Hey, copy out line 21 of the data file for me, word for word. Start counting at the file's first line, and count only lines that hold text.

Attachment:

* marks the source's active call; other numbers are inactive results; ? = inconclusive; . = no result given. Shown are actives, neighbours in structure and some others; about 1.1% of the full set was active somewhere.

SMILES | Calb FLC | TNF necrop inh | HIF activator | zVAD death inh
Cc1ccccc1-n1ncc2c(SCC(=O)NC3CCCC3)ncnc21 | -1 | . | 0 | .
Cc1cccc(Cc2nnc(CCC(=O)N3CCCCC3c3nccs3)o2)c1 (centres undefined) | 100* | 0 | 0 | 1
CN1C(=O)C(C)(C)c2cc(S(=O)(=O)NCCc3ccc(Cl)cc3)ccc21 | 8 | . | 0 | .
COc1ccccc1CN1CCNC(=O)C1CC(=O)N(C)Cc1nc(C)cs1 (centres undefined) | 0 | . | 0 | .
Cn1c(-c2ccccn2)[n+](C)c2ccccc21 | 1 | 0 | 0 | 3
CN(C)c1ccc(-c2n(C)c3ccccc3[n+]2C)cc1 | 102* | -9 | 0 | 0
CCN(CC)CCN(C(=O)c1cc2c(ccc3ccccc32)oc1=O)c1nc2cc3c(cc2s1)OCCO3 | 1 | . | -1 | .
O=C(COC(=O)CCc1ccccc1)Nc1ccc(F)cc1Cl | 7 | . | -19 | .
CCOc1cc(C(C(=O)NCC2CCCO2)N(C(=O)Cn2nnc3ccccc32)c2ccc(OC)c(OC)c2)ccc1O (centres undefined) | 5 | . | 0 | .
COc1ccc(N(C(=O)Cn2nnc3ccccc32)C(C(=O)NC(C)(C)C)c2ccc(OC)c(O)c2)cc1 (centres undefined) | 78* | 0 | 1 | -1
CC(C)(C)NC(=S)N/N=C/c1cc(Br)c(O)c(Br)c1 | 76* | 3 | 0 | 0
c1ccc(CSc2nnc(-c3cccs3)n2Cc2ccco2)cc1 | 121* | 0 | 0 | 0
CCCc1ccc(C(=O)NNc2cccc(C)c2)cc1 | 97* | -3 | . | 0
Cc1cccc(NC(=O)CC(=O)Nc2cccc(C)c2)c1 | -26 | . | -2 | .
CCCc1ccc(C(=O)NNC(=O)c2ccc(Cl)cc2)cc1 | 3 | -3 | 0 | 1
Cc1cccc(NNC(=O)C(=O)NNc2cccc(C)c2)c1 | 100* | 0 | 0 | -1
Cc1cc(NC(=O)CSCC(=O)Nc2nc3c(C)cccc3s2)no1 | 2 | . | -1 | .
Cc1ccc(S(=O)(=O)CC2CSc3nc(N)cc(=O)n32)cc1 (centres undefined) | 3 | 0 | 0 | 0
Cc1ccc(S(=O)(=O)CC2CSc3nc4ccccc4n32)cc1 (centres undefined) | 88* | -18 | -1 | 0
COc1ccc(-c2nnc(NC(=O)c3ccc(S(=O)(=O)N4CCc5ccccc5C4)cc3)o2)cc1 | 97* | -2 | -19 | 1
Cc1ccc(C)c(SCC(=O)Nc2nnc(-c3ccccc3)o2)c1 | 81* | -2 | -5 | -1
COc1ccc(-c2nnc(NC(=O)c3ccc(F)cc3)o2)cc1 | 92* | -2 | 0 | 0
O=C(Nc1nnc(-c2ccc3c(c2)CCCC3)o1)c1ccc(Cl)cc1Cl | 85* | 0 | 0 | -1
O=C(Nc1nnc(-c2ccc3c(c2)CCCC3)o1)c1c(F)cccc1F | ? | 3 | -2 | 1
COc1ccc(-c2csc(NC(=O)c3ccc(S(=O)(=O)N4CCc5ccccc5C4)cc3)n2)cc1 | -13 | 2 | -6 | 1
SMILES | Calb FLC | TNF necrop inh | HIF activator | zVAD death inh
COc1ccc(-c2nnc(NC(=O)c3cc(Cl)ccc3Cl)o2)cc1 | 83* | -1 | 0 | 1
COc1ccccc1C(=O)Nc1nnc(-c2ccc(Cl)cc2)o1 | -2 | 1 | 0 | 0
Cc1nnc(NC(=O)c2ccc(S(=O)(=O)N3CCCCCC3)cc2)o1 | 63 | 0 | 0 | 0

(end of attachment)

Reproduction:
Cc1ccc(S(=O)(=O)CC2CSc3nc4ccccc4n32)cc1 (centres undefined) | 88* | -18 | -1 | 0